The Newsworthiness of Mass Public Shootings: What Factors Impact the Extent of Coverage?
Department or Program
mass public shootings, negative binomial regression, news media coverage, offense characteristics, public perceptions
This study examined the characteristics of mass public shootings from 2000 through 2019 that impacted the extent of news coverage. A negative binomial regression predicting AP story counts indicated substantially greater coverage of shootings with a high number of casualties; that target government facilities, schools, or houses of worship; that are perpetrated by younger assailants, particularly with indications of mental illness; that involve terrorism or hate-motivation; that end in the assailant’s arrest rather than death; and, to a lesser extent, that include larger shares of victims who are White, women, children, and strangers. Overall, the disproportionate coverage contributes to distorted perceptions of risk and reinforces inaccurate stereotypes about these crimes.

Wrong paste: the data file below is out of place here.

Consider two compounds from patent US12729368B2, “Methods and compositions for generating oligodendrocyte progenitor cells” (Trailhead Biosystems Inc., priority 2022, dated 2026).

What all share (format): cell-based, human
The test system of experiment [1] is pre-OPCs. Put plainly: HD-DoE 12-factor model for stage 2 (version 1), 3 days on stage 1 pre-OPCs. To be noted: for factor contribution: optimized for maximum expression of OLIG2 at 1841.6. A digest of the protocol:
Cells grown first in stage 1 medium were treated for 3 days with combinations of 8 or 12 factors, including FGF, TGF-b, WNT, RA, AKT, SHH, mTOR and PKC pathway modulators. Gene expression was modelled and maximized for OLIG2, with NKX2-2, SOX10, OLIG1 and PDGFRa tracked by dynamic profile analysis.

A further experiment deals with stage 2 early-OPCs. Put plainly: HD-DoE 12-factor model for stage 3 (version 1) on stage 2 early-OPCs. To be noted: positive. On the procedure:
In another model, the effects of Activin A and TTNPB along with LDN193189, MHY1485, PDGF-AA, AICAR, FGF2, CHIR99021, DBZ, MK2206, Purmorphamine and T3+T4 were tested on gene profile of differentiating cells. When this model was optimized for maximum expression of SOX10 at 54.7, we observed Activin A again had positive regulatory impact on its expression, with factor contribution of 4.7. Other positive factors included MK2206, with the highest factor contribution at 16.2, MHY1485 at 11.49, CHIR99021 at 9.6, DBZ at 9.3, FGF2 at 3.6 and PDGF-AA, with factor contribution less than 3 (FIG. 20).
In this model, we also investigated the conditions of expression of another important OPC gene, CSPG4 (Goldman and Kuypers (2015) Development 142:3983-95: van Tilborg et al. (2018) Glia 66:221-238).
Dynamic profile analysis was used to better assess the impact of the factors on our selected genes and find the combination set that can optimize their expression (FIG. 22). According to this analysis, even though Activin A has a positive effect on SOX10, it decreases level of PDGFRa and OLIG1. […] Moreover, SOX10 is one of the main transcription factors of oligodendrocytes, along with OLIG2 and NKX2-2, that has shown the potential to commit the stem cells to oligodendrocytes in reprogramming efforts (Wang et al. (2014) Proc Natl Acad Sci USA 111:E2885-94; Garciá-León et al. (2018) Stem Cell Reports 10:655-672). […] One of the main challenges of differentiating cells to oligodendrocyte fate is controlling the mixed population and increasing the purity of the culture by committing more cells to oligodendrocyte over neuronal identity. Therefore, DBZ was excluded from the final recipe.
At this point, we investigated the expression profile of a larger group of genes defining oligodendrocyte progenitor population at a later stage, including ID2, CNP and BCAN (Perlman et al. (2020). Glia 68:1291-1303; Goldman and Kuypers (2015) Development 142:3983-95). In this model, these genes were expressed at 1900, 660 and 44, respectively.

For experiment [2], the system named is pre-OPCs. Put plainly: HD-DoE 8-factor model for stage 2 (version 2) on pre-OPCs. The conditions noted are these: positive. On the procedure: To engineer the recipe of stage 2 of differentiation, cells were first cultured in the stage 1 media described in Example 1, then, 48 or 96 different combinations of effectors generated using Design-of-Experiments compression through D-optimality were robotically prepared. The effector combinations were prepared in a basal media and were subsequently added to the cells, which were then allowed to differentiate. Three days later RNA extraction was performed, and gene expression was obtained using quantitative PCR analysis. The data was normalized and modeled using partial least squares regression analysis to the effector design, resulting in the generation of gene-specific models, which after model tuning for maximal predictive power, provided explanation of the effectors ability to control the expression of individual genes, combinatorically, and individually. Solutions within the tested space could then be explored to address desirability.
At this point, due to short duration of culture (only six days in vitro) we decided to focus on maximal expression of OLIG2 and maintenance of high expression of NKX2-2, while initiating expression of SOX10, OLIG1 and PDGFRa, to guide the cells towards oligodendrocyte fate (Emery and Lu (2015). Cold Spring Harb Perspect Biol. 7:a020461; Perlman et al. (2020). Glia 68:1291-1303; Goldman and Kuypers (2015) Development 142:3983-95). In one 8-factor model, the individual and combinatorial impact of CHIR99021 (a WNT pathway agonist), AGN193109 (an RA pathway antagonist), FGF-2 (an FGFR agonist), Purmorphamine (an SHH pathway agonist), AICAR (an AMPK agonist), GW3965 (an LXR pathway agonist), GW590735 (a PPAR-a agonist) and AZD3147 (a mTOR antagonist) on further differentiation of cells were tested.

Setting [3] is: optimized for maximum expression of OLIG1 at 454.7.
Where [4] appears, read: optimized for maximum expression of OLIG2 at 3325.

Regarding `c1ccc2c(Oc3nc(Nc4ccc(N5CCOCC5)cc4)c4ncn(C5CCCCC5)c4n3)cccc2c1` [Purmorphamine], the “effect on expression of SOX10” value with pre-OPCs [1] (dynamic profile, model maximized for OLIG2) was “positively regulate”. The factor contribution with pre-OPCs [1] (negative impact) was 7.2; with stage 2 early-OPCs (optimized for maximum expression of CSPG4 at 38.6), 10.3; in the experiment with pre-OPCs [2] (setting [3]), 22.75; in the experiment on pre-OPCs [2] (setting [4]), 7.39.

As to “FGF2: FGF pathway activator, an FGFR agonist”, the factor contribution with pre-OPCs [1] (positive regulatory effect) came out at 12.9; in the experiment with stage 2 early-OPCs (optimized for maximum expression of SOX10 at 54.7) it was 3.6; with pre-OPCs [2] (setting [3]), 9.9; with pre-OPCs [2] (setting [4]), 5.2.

Fox, J. A., Gerdes, M., Duwe, G., & Rocque, M. (2021). The newsworthiness of mass public shootings: What factors impact the extent of coverage? Homicide Studies, 25(3), 239-255. https://doi.org/10.1177/1088767920974412